One of the main locations of the Greco-Roman-Coptic culture was the Fayum Basin area south of present-day Cairo, Egypt. From around A.D. 1 to 350, a popular practice in the culture was to draw portraits of those who passed away and place the portrait next to the mummified body. The portraits show the intermixing of Egyptians and Greeks while also showing how Roman fashion and hair styles influenced the people.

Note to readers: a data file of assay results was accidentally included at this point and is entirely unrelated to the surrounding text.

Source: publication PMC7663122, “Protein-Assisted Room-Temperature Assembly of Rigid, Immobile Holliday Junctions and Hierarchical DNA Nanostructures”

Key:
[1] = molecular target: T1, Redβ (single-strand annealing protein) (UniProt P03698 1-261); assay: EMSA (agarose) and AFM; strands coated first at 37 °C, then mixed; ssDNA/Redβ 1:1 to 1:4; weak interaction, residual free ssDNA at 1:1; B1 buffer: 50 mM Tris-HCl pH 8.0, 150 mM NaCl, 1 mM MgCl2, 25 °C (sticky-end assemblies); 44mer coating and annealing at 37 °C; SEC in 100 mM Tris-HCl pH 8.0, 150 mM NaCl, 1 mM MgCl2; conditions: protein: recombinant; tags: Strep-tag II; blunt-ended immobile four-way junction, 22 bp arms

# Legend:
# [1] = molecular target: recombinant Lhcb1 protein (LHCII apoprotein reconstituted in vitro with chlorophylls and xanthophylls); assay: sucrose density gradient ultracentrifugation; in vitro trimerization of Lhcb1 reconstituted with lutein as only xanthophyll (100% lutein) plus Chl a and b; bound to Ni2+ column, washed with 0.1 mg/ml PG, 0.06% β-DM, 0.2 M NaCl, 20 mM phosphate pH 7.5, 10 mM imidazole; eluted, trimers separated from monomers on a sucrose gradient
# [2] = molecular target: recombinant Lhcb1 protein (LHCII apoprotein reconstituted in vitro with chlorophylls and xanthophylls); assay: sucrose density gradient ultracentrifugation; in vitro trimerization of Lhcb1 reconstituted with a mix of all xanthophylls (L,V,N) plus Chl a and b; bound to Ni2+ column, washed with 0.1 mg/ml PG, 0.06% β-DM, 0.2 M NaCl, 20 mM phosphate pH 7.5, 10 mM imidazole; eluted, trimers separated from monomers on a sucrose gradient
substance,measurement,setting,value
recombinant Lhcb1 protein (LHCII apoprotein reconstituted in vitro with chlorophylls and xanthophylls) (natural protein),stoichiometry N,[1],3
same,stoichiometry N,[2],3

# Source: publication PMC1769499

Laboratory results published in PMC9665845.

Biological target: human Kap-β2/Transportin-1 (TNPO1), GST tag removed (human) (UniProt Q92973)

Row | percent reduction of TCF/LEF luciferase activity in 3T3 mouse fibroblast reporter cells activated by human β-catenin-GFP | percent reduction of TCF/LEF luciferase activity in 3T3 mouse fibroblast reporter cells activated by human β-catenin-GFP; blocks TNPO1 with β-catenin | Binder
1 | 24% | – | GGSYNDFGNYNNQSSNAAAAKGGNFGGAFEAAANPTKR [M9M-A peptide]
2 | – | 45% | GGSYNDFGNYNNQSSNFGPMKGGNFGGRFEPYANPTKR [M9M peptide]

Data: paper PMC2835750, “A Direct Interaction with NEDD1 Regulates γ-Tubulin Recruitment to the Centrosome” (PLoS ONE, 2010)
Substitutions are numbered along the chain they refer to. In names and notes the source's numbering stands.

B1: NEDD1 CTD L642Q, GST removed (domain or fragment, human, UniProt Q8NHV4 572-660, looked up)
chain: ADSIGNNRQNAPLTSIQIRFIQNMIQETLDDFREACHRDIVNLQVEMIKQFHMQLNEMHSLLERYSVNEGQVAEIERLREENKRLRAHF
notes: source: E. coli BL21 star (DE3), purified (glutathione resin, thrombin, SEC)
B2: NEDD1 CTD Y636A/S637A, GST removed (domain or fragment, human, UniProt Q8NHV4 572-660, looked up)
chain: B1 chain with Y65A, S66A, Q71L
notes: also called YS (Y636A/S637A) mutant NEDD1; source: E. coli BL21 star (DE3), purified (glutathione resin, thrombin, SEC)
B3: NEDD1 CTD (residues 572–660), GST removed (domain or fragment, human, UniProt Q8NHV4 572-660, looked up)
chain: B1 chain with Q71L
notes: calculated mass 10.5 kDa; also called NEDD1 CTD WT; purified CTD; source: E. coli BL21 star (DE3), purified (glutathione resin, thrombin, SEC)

Because of the dry air in the basin the portraits survive today. They are a rich artistic treasure that offer a window into the world of the rich of the Greco-Roman-Coptic world.